The Godavari is India's second longest river after the Ganga. Its source is in Maharashtra, it flows east for 1,465 kilometres, draining the states of Maharashtra, Andhra Pradesh, Odisha,ultimately emptying into the Bay of Bengal through its extensive network of tributaries. Measuring up to 312,812 km2, it forms one of the largest river basins in the Indian subcontinent, with only the Ganga and Indus rivers having a larger drainage basin. In terms of length, catchment area and discharge, the Godavari is the largest in peninsular India, had been dubbed as the Vridha Ganga; the river has been revered in Hindu scriptures for many millennia and continues to harbour and nourish a rich cultural heritage. In the past few decades, the river has been barricaded by a number of barrages and dams, keeping a head of water which lowers evaporation, its broad river delta houses 729 persons/km2 – nearly twice the Indian average population density and has substantial risk of flooding, which in lower parts will be exacerbated as the global sea level rises.
The word Godavari means granting kine. Lores state; the name could be a Sanskritized form of the Telugu word goda, which means'limit' or'boundary,' as the river was the boundary between two regions of the Dakshinapatha. The Godavari originates in the Western Ghats of central India near Nashik in Maharashtra, 80 km from the Arabian Sea, it flows for 1,465 km, first eastwards across the Deccan Plateau turns southeast, entering the West Godavari district and East Godavari district of Andhra Pradesh, until it splits into two distributaries that widen into a large river delta at Sir Arthur Cotton Barrage in Rajamahendravaram and flow into the Bay of Bengal. The Godavari River has a coverage area of 312,812 km2, nearly one-tenth of the area of India and is greater than the areas of England and Ireland put together; the river basin is considered to be divided into 3 sections: Upper and Lower. These put together account for 24.2% of the total basin area. The rivers annual average water inflows are nearly 110 billion cubic metres.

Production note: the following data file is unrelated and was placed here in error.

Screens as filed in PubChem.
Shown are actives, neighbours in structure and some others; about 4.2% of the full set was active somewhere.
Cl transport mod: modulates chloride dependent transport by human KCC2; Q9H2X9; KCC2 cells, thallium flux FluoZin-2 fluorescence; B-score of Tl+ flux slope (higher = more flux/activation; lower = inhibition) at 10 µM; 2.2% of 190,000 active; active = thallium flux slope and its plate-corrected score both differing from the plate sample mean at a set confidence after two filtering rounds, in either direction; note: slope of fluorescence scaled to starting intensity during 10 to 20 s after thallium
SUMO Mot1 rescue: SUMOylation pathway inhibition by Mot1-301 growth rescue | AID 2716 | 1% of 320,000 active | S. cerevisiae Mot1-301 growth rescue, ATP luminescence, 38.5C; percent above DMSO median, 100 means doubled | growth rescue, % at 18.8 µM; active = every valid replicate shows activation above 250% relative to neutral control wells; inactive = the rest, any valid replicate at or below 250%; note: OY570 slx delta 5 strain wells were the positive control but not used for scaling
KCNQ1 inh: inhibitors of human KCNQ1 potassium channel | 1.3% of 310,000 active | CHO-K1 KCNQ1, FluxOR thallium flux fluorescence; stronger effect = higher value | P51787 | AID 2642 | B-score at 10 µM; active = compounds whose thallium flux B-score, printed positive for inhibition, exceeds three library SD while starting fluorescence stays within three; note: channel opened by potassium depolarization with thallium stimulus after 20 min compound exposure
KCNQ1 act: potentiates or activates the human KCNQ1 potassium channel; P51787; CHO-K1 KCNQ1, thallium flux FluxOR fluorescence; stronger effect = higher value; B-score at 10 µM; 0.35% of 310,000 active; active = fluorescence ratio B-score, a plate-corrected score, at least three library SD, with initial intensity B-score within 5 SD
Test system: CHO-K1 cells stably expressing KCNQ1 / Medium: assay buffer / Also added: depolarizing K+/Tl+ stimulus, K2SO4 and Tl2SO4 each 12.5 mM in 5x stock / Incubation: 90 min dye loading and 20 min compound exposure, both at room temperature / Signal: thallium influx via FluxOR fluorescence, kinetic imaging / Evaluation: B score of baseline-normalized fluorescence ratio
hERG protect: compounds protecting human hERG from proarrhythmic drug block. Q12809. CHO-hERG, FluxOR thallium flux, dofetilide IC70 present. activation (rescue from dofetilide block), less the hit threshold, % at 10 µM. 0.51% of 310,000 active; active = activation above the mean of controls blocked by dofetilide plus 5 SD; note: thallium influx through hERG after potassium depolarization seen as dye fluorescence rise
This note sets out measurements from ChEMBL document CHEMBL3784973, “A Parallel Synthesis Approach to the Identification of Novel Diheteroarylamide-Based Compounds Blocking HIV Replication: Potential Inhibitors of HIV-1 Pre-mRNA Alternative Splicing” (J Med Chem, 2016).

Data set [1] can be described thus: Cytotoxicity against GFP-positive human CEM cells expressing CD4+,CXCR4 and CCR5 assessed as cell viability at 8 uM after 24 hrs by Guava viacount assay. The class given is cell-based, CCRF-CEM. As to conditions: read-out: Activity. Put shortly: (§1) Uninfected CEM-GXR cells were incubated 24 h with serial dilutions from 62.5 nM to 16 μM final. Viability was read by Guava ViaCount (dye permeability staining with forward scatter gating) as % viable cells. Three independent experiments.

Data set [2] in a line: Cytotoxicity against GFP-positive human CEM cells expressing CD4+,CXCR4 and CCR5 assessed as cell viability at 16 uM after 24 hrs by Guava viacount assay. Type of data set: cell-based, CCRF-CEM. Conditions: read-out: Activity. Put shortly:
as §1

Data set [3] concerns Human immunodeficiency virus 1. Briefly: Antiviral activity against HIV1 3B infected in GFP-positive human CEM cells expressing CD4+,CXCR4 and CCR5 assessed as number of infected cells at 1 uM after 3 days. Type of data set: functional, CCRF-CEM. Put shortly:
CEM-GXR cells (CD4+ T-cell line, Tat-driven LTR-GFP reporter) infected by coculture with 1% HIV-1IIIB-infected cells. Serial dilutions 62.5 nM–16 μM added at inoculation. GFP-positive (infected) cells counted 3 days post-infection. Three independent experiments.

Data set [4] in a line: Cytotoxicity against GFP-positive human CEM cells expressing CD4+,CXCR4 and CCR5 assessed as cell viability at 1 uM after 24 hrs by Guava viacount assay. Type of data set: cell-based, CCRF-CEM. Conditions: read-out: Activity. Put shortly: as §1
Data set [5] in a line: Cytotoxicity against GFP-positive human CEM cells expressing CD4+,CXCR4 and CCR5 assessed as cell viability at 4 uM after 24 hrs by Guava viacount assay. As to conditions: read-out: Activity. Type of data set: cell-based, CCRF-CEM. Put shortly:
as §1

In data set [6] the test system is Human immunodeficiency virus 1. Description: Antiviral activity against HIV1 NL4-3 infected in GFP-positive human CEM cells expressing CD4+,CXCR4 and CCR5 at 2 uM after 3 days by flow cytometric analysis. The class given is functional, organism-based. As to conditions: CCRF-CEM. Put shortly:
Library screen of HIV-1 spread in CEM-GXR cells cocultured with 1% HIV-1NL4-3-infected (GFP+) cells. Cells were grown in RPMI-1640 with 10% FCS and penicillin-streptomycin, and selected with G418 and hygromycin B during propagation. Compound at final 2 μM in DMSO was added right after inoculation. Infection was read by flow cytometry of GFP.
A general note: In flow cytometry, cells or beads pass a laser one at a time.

Nearly 50% of the water availability is being harnessed. The water allocation from the river among the riparian states are governed by the Godavari Water Disputes Tribunal; the river has highest flood flows in India and experienced recorded flood of 3.6 million cusecs in the year 1986 and annual flood of 1.0 million cusecs is normal. In Maharashtra state where it takes origin, the river has an extensive course, the upper basin of which lies within the state, cumulatively draining an area as large as 152,199 km2 – about half the area of Maharashtra. Within Nashik District the river assumes a north-easterly course till it flows into the Gangapur Reservoir created by a dam of the same name; the reservoir along with the Kashypi Dam provides potable water to Nashik, one of the largest cities located on its banks. The river as it emerges through the dam, some 8 km upstream from Nashik, flows on a rocky bed undulated by a series of chasms and rocky ledges, resulting in the formation of two significant waterfalls – the Gangapur and the Someshwar waterfalls.
The latter, located at Someshwar is more popularly known as the Dudhsagar Waterfall. About 10 km east of Gangapur the river passes the town of Nashik where it collects its effluents in the form of the river Nasardi on its right bank. About 0.5 km south of Nashik, the river bends to the east, washing the base of a high cliff the site of a Mughal fort, but, now being eroded away by the action of floods. About 25 km below Nashik is the confluence of the Godavari and one of its tributaries, the Darna river; the stream occupies, for nine months in the year, a small space in a wide and gravelly bed, the greyish banks being 4 to 6 m high, topped with a deep layer of black soil. A few kilometres after its meeting with the Darna, the Godavari swerves to the north-east, before the Banganga, from the north-west, meets it on the left; the course of the main stream tends more decidedly south. At Nandur-Madhmeshwar, the Kadva, a second large affluent, brings considerable increase to the waters of the Godavari.
The river begins its southeasterly course characteristic of rivers of the Deccan Plateau. The river enters the Kopargaon taluka, Ahmednagar District. Within Ahmednagar District the river completes its short course, flowing alongside the town of Kopargaon and reaching Puntamba. Beyond this the river serves as a natural boundary between the following districts: Ahmednagar and Aurangabad: Along the boundary here, it receives its first major tributary the Pravara River, draining the former district; the confluence is located at Pravarasangam. By virtue of a sub-tributary of Pravara – Mandohol, which originates in Pune District – the basin impinges the Pune District; the river at Paithan has been impounded by the Jayakwadi Dam forming the NathSagar Reservoir. Kalsubai located in Godavari basin, is the highest peak in Maharashtra. Beed and Jalna Beed and Parbhani: Located along here is its merger with Sindphana, an important tributary which drains a large area within Beed; the sub-tributary river Bindusara forms a landmark at Beed.